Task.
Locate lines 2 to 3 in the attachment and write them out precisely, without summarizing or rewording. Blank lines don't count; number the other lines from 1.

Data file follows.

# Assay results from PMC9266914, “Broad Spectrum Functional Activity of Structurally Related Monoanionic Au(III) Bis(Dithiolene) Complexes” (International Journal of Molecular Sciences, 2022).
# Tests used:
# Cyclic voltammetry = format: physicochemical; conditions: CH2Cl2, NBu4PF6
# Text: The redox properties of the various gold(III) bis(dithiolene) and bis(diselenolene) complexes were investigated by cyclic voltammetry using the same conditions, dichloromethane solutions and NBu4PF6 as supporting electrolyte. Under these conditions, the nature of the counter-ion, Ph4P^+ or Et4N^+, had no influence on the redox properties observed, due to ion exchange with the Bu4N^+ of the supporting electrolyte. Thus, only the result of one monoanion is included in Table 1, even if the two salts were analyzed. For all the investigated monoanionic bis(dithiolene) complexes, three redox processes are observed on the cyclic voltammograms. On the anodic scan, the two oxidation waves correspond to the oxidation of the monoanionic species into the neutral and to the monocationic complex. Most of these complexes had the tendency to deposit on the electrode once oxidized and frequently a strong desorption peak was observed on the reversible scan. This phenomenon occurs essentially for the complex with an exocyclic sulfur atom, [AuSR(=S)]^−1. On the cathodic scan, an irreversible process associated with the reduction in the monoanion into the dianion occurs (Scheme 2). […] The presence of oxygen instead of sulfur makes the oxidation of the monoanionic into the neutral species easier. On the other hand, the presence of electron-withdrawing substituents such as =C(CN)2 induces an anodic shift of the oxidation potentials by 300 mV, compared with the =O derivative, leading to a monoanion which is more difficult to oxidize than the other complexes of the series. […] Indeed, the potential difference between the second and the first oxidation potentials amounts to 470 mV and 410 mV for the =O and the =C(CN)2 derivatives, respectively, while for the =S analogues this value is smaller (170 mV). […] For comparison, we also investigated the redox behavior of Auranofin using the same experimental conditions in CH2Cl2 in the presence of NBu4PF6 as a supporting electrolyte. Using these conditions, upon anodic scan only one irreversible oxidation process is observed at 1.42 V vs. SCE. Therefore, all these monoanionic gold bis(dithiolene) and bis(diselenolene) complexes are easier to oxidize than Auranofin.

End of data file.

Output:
# Tests used:
# Cyclic voltammetry = format: physicochemical; conditions: CH2Cl2, NBu4PF6